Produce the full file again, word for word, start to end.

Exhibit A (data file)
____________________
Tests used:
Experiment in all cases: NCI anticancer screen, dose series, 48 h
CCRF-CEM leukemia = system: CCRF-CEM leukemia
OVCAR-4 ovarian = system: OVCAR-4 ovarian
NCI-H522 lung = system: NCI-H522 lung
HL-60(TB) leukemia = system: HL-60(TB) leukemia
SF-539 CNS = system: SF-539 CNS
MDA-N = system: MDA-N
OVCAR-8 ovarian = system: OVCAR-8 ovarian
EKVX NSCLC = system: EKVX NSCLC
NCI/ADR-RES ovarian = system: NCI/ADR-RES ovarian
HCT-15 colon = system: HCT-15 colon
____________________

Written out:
Tests used:
Experiment in all cases: NCI anticancer screen, dose series, 48 h
CCRF-CEM leukemia = system: CCRF-CEM leukemia
OVCAR-4 ovarian = system: OVCAR-4 ovarian
NCI-H522 lung = system: NCI-H522 lung
HL-60(TB) leukemia = system: HL-60(TB) leukemia
SF-539 CNS = system: SF-539 CNS
MDA-N = system: MDA-N
OVCAR-8 ovarian = system: OVCAR-8 ovarian
EKVX NSCLC = system: EKVX NSCLC
NCI/ADR-RES ovarian = system: NCI/ADR-RES ovarian
HCT-15 colon = system: HCT-15 colon